I don't usually review cons -- in fact, I don't recall ever having done so -- but I just finished two weeks of cons, and had to tell someone...
First, I was at Readercon last week, and it was its customary masterpiece. I've never been to a science fiction convention with a greater number of enthusiastic, knowledgeable readers as well as authors. My favorite readers were the wonderful folks whom I think of as Lois Powers' Toadstool group -- no author could ask for more than these readers at a reading, a Kaffeeklatsch, a conversation in the hall... My favorite authors were ... well, that too is part of Readercon's charm: there wasn't a panel I attended, including my own, when almost half of me didn't wish I was at a competing panel.
Confluence, held in Pittsburgh just this past weekend, is much smaller. I attended for the first last year, and had a fine time. It is in a way like a mini-Readercon, peopled by readers with a zest for science fiction novels and stories, and authors that I could talk to for days.
This year, Confluence held two unique sf treats for me.
One was finding myself at an autograph session with Phyllis Gotlieb, whose first story was published in 1959. I later had dinner with Phyllis and her husband Kelly (who worked with Marshall McLuhan, but that's another fascinating story). Rob Sawyer, Carolyn Clink, Bud Sparhawk, Wen Spencer, and C. Dale Brittain were among the other writers at our table -- what a table!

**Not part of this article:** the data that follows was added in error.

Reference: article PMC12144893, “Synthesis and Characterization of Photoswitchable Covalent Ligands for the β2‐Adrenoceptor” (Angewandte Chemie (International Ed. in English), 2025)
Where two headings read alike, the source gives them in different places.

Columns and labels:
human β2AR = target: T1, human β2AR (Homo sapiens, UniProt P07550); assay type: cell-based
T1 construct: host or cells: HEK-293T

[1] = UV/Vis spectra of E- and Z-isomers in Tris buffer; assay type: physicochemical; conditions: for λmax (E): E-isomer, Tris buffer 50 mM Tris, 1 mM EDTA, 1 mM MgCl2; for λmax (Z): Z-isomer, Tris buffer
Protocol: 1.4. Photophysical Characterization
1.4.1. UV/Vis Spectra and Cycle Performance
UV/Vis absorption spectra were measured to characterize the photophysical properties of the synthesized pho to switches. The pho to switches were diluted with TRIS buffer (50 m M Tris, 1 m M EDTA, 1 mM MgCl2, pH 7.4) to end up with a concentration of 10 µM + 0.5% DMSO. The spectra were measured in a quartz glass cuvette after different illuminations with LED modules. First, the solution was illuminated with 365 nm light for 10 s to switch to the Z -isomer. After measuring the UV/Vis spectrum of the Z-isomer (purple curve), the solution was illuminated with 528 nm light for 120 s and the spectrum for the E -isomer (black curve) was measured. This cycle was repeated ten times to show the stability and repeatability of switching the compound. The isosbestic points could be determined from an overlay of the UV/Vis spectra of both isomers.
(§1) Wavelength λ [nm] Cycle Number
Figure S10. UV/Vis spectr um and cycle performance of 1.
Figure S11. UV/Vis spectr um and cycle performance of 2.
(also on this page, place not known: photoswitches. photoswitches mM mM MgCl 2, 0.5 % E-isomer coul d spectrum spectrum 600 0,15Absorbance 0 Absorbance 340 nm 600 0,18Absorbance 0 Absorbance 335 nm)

The second was just a fleeting moment, but I'll never forget it. Phil Klass had just finished reading a marvelous story -- one he had written in the late 1960s, but hadn't published until the 1980s. Hal Clement, who had been sitting in the front row, went up to talk to Phil.
So here were these two guys, between them more than a century of science fiction writing, talking with passion and appreciation late in the evening. And here I was, a kid when I first read the words of these two, now sitting in the back of the room, just watching them talk. I'm sure a part of me will never leave that room -- the same part that's been there since the 1950s. (David Hartwell, sitting next to me, took a picture.)
Thank you Confluence, for opening that door...
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http://trfn.clpgh.org/parsec/conflu/review2.html -- Revised: 1 June 2002
Copyright © 2002 Kevin A. Geiselman